Icelandic Opera’s “Madama Butterfly” Reinforces Racist Stereotypes, Critics Say Skip to content
Íslenska óperan / Facebook
Photo: Íslenska óperan / Facebook .

Icelandic Opera’s “Madama Butterfly” Reinforces Racist Stereotypes, Critics Say

The Icelandic Opera’s ongoing production of Madama Butterfly is reinforcing harmful stereotypes of Asian people, local critics say. The opera, composed by Puccini in 1904, centres on the relationship between a white, US naval officer and a 15-year-old Japanese girl. The state-funded production has been accused of using yellowface and Chinese characters in its set design. Vísir reported first.

Laura Liu, a Chinese-American violinist in the Iceland Symphony Orchestra, was the first to publicly draw attention to the issue in a Facebook post. “When you wear another race as your costume that’s called dehumanization,” she wrote. Pictures of performers in the production show heavy face makeup, including painted-on black eyebrows and moustaches as well as black wigs. Many people of Asian origin assert that the characters used in the set design are Chinese rather than Japanese.

The production’s conductor, Levente Török, initially commented on Laura’s post, denying that the production contained racist elements. He later deleted his comment, but a screenshot remains available.

A state-funded production

Daniel Roh, a Korean-American stand-up comedian and teacher living in Iceland has published an open letter to the Icelandic Opera with suggestions on how the company could respond to the criticism with changes to the production and other constructive actions. He points out that the Icelandic Opera is funded in part by public money and that “Performing yellowface in such a big production funded by the state is dangerous. Racism is real and present in everyday Iceland.” Such public displays of racism “can lead to real harm and alienation,” Daniel added.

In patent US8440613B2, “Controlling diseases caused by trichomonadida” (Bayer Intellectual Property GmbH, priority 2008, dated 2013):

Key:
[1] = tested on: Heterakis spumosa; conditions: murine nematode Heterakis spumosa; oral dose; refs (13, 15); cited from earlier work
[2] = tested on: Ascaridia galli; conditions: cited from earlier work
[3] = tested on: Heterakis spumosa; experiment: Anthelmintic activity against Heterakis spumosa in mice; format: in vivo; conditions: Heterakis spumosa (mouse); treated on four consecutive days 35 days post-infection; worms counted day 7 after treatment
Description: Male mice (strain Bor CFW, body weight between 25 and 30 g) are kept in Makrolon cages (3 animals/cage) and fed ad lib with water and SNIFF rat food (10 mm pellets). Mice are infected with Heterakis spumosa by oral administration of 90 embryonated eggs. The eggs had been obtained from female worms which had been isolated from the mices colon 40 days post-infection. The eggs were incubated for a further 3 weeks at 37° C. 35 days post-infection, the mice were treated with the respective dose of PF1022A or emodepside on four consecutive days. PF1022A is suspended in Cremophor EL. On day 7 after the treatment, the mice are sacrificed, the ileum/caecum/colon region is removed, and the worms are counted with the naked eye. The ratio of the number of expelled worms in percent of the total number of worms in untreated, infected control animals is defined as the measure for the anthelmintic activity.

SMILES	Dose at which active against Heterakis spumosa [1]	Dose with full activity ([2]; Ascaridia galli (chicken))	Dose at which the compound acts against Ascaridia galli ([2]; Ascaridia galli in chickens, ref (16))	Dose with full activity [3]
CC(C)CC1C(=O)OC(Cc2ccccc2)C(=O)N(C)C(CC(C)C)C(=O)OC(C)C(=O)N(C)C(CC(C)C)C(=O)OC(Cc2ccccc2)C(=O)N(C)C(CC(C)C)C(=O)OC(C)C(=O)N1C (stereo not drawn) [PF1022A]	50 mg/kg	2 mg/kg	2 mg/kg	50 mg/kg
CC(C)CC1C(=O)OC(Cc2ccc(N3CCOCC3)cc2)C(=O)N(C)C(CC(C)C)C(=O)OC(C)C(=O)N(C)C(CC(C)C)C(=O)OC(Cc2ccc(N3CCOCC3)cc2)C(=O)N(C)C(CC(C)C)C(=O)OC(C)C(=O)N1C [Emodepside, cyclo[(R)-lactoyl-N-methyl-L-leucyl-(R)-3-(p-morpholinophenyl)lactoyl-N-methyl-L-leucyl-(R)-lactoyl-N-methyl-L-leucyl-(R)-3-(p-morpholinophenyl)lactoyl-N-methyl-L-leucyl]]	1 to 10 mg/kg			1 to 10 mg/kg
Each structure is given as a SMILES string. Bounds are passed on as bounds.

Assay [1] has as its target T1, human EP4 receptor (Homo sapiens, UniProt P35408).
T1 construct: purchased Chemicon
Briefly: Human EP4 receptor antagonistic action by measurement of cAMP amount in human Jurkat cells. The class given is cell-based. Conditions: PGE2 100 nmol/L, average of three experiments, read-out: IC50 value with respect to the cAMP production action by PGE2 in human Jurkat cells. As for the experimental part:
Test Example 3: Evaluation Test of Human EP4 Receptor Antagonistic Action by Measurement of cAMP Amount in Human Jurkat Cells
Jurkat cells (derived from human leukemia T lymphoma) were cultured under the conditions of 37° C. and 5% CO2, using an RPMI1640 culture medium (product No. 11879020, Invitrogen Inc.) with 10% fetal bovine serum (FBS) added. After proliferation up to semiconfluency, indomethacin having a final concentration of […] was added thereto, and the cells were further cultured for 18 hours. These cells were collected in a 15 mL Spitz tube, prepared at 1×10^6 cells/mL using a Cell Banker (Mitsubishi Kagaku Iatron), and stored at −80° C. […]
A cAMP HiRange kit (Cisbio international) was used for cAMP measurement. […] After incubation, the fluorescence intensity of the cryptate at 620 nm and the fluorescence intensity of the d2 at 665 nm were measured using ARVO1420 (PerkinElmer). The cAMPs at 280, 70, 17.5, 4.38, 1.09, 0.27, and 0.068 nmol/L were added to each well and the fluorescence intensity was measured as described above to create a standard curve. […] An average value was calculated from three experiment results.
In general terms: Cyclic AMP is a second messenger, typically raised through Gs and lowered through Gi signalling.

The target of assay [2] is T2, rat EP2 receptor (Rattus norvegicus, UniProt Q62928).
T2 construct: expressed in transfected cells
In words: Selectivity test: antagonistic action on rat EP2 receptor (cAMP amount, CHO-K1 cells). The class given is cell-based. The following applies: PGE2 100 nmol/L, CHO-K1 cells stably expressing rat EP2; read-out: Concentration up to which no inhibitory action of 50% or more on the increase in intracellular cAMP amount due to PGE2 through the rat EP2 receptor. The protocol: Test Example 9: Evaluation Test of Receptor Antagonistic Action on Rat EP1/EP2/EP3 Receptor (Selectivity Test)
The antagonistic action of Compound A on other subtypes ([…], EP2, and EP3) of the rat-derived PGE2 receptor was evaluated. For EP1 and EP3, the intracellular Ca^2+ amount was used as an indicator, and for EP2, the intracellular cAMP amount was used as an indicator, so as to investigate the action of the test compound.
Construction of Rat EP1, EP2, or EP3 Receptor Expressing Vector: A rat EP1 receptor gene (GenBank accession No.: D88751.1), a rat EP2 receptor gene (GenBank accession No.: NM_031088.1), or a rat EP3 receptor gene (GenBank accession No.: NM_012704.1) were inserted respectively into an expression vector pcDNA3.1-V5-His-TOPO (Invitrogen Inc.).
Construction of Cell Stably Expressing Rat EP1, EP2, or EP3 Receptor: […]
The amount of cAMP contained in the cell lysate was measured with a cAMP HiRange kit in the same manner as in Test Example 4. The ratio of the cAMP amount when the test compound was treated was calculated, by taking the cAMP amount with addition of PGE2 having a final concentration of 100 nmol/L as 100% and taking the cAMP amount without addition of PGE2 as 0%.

Daniel is organising a protest of the production at Harpa Concert Hall on Saturday afternoon at 6:30 PM. “There are three performances left, more than enough time to take off some wigs,” he wrote in his letter.

Stage director responds to criticism

The production’s stage director and set designer Michiel Dijkema responded to Laura’s post with a lengthy comment. According to Dijkema, those responsible for the production “have not attempted to change skin color or shape of the eyes to make the singers look Japanese, but we have used elements from theatre makeup of Japanese theatre forms such as “Noh” and “Kabuki” that according to Dijkema “makes the singers actually much whiter.” Dijkema asserted that he had asked “several friends and colleagues of Asian heritage if they would consider such an approach racist, which they didn’t.” As for the characters on the set, Dijkema insisted they were “Japanese Kanji characters” that are “mainly identical to Chinese characters.” Others in the comments, including Japanese individuals, have argued these assertions.

In his comment, Dijkema invited Laura to have a private conversation about the production. In response to Dijkema’s comment, Guðrún Helga Halldórsdóttir wrote: “[The Icelandic Opera] has received grants from the Icelandic government and therefore I ask of you to respect that this should be debated publicly and not to look at this as one on one debate between you and Laura Liu. The Opera is showing for the public, and we, a part of the public are upset and demand a change.”

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